The Woody Woodpecker Song by Kay Kyser tops the Billboard Pop Charts the whole month, delighting the simple minded while driving casual listeners to insanity.

The cartoon bird was created for Universal Pictures short films in 1940 and evolved from a crazed troublemaker to a more restrained character over the next eight years. When a theme song was written for the shorts it quickly was covered by Kay Kyser, a very popular swing era bandleader. With insipid lyrics sung by Gloria Wood and featuring the Woodpecker’s distinctive laugh voiced by the band’s regular vocalist Henry Babbitt (mimicking the original cartoon version done by Mel Blanc) – the song was the type of cutesy novelty record that was so popular during the era.

The Woody Woodpecker Song however exceeded anybody’s wildest expectations, not only becoming a massive hit but being nominated for an Academy Award for Best Original Song! Blanc himself covered it along with The Sportsman Quartet with whom he appeared weekly on The Jack Benny Show on radio and theirs was the second best selling record of the month. The Andrews Sisters with Danny Kaye handling the lead chores also notched a Top Twenty version and even Frank Sinatra sang it on radio, trying to make light of it while silently fuming at whoever talked him into embarrassing himself publicly.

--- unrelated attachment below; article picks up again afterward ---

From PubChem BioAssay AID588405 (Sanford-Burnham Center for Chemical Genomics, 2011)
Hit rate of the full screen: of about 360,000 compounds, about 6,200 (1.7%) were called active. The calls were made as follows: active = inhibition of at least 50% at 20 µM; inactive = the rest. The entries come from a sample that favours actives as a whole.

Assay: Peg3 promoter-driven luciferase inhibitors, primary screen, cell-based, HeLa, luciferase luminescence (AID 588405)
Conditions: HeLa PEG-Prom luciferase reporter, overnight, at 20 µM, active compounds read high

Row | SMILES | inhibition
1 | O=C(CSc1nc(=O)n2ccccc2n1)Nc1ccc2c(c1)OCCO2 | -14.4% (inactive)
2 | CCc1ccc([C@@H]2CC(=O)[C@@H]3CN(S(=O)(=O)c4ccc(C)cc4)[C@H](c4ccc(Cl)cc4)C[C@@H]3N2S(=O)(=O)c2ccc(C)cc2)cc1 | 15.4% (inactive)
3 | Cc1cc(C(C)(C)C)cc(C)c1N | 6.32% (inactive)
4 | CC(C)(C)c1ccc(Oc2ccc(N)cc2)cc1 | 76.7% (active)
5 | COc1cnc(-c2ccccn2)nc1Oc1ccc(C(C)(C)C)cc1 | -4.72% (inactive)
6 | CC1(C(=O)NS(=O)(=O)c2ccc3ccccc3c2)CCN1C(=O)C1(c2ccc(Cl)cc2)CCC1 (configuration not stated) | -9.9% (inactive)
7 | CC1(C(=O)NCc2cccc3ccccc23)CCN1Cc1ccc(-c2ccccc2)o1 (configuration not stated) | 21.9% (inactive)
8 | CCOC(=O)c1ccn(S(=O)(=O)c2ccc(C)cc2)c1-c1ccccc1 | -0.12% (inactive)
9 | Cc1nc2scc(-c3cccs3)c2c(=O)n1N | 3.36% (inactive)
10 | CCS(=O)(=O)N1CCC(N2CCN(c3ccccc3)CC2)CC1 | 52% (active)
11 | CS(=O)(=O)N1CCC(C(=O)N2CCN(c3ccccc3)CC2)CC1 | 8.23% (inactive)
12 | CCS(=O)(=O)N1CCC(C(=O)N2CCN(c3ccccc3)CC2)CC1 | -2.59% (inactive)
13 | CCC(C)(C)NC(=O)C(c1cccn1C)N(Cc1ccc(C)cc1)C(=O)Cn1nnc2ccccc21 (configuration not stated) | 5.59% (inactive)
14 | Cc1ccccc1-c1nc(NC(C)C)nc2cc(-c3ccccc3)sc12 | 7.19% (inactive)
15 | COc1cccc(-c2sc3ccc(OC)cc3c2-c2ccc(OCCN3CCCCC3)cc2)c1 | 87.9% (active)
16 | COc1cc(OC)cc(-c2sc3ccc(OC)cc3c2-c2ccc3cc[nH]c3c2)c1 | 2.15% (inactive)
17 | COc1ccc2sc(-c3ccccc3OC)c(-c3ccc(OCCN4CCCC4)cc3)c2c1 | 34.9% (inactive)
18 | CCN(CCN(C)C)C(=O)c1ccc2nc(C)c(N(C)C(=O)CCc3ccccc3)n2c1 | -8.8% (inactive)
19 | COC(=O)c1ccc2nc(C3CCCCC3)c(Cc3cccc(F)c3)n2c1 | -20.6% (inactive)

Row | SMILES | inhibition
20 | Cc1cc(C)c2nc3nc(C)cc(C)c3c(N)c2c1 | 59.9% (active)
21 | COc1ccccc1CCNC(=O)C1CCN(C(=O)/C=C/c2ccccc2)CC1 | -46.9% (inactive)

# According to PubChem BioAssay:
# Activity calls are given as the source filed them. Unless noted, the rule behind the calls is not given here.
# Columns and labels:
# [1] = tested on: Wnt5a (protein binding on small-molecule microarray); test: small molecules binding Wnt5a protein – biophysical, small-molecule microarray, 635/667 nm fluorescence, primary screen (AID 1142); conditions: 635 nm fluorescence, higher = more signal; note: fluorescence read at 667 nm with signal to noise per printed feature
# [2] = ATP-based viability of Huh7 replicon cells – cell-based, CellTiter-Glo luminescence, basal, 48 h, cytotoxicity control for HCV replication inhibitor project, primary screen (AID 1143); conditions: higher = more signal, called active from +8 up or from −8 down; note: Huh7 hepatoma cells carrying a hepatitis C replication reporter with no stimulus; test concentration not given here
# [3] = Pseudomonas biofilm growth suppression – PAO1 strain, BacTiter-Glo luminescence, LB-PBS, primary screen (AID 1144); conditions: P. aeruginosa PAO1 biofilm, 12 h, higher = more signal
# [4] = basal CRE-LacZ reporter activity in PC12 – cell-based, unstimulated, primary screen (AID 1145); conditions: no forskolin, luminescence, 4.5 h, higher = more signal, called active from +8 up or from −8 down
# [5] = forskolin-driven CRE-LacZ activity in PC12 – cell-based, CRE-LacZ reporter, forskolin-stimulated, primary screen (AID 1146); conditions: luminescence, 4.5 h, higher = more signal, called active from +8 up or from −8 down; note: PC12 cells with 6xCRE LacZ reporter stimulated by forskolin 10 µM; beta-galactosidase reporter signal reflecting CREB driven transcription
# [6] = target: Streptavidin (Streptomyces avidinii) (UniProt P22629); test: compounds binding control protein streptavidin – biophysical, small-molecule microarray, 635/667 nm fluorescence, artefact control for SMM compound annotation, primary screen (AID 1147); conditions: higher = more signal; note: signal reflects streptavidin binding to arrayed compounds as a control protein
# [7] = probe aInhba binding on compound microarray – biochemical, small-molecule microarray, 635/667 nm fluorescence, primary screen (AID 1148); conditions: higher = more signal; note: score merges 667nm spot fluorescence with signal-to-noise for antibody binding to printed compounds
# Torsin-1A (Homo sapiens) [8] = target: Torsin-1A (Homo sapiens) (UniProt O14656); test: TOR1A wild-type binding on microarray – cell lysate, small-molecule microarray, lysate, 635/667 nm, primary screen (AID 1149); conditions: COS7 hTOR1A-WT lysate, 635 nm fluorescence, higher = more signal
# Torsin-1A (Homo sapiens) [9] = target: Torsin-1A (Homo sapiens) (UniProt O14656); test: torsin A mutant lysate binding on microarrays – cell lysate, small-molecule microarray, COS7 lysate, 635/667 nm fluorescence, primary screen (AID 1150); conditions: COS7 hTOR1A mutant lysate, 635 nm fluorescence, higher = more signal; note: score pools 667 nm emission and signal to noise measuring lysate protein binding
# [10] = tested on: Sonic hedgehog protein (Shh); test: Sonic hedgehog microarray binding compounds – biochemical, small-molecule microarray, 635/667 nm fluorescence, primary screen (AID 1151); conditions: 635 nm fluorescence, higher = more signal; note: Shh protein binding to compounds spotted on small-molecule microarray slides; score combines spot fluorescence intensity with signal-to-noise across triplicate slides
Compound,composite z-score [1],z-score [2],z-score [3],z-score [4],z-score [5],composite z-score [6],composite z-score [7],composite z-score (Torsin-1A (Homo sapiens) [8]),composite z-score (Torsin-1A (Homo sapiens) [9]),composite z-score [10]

But listeners couldn’t get enough of the tune and in the process it helped to transform Woody Woodpecker from a fairly popular cartoon to a pop culture sensation. Fan clubs emerged, boys began getting Woody Woodpecker haircuts(!), and with television on the horizon where these cartoons would live for an eternity it meant ensuing generations would have the song drilled into their heads throughout their childhood… whether they wanted to or not.
The Democratic National Convention is held in Philadelphia and the public clash centering on the opposing views of two of its long-standing dominant factions, liberal Northerners and poor Southerners, winds up reshaping the loyalties in American politics in the latter half of the Twentieth Century.

The landmark event came about when future Vice President (1964-1968) Hubert Humphrey issues a passionate call for greater civil rights legislation declaring, “For those who think we are rushing the issue of civil rights, I say we are 172 years too late!